The Ministry of Education and Sports and the Health Ministry have clashed over who should be vaccinated in the education sector as the country looks at reopening of educational institutions. Over 15 million learners in Uganda are stuck at home due to school closures that was enforced as a measure against the spread of COVID-19.
In a press release issued this afternoon, the minister of education and sports Janet Kataaha Museveni called for mobilization of learners above 18 years of age in addition to teaching and critical non-teaching staff so that they are vaccinated.
“As the ministry of education and sports, we have engaged with our sister ministry; the ministry of health to align our efforts towards getting teachers and learners above 18 years of age vaccinated,” she said asking collaborative stakeholders in local governments including political leaders, DEOs, RDCs, among others to sound trumpet for the cause.
In Uganda, learners 18 years and above are on average found in Advance level and post-secondary. This means that government might be targeting an estimated number of 600,000 students from senior five to universities and other institutions of higher learning.
This is in addition to the targeted 550,000 teaching and non-teaching staff. Statistics shared by the health ministry last week showed that at least 209,336 school staff (33 percent) had received their first jab.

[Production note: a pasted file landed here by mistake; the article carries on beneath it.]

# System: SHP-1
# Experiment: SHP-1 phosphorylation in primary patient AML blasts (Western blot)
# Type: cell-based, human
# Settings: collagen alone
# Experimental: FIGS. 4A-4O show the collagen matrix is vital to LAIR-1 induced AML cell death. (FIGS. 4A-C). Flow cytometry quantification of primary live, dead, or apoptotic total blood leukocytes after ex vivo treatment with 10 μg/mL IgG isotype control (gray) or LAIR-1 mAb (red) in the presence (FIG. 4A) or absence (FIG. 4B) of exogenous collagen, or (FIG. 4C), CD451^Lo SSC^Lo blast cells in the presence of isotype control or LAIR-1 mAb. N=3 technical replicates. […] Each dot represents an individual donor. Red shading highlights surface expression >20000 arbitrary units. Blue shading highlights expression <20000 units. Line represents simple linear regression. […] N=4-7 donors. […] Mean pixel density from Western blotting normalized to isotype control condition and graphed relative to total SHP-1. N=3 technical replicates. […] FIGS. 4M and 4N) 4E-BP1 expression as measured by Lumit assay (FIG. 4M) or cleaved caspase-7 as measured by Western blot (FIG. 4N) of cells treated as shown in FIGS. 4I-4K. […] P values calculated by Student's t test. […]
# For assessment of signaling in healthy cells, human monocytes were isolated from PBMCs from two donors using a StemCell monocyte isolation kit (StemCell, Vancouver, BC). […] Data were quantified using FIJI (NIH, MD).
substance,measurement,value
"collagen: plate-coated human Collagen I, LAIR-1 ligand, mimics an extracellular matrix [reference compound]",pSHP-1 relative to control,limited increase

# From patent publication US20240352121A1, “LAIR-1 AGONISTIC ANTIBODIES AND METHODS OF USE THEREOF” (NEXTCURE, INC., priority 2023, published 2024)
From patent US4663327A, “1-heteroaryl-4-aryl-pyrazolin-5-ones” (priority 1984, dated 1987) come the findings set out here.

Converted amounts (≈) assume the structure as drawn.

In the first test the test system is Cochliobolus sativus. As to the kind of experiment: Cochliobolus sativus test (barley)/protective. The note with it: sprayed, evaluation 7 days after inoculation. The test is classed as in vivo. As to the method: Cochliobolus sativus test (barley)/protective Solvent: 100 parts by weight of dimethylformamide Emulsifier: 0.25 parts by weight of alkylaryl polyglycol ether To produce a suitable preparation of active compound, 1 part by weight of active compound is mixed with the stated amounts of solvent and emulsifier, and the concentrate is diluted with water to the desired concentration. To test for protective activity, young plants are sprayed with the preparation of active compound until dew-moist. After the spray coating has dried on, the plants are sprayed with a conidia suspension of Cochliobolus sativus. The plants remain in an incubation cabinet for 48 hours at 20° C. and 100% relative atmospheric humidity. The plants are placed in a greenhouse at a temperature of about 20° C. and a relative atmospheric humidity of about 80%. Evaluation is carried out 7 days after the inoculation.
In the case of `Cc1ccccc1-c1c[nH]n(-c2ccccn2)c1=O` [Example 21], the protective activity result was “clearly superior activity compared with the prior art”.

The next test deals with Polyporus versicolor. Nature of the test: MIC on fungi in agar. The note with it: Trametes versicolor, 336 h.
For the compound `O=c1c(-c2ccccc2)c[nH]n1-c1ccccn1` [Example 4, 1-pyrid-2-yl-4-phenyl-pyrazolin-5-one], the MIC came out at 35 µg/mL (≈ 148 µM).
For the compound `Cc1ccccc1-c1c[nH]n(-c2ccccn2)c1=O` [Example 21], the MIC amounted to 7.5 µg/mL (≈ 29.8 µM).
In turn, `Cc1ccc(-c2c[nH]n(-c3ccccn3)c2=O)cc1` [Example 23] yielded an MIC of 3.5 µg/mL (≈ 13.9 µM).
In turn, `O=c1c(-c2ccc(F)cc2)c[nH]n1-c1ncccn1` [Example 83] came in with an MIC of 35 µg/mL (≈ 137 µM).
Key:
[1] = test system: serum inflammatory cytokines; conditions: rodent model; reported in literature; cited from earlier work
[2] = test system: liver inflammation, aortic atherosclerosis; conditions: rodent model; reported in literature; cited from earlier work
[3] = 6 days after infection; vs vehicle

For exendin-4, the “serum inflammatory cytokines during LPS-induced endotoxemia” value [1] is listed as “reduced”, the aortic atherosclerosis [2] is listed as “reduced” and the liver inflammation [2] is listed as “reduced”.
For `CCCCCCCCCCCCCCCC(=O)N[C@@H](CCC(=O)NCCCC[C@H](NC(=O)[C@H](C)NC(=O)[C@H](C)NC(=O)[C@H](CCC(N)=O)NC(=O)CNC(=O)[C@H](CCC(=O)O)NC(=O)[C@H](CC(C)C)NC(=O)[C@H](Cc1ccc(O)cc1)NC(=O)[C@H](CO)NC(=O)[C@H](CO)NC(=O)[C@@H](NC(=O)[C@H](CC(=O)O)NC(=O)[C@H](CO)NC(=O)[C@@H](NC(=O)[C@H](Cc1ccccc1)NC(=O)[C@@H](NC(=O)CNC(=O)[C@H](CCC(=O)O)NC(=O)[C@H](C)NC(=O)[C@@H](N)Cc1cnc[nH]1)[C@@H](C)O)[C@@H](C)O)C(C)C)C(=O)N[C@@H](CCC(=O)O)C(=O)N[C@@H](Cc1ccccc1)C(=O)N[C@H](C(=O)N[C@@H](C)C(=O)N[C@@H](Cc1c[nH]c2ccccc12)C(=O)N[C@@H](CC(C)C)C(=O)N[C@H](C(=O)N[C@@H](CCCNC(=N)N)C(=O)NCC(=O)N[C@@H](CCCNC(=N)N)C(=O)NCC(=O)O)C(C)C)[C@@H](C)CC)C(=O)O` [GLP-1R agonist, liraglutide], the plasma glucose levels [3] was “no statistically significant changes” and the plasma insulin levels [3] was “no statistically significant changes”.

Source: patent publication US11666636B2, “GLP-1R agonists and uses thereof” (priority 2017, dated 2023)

The minister stated that schools shall remain closed for some time until certain conditions as set by the President during his last COVID-19 address are attended to.
“These conditions include(d) getting all our teaching staff in these institutions and learners aged 12 to 18 years vaccinated,” she noted in a press release.
The minister noted that whereas those above 18 years are called for inoculation, learners aged 12 to 16 years will be told when to go for the jabs when COVID-19 vaccines for their group is made available.
However, authorities in the health ministry say that the minister’s call to mobilise all learners above 18 years is not in line with what the two ministries agreed upon during their meeting last Friday.
The programme manager of Uganda Nation Expanded Programme on Immunization, Dr. Alfred Driwale, notes that the ministry of health has not revised the categories of who should receive the COVID-19 vaccination at the moment considering priority and available vaccine supplies.
Dr. Driwale says that they have listed health workers, security officers, teachers, persons above 50 years of age, essential workers and those with comorbidities. He adds that they agreed that vaccination will be available to teachers and students specifically in health training institutions since they are categorized as health workers but not all learners above 18.
With Uganda remaining an island of school closures in the region, many people and organizations have criticized government’s move to tag resumption of physical classrooms to vaccination in face of vaccine shortages plaguing low-income countries like Uganda.
There have also been questions of what options are available for learners below 12 years who are estimated to be the majority in the school system accounting almost for all learners primary and pre-primary level.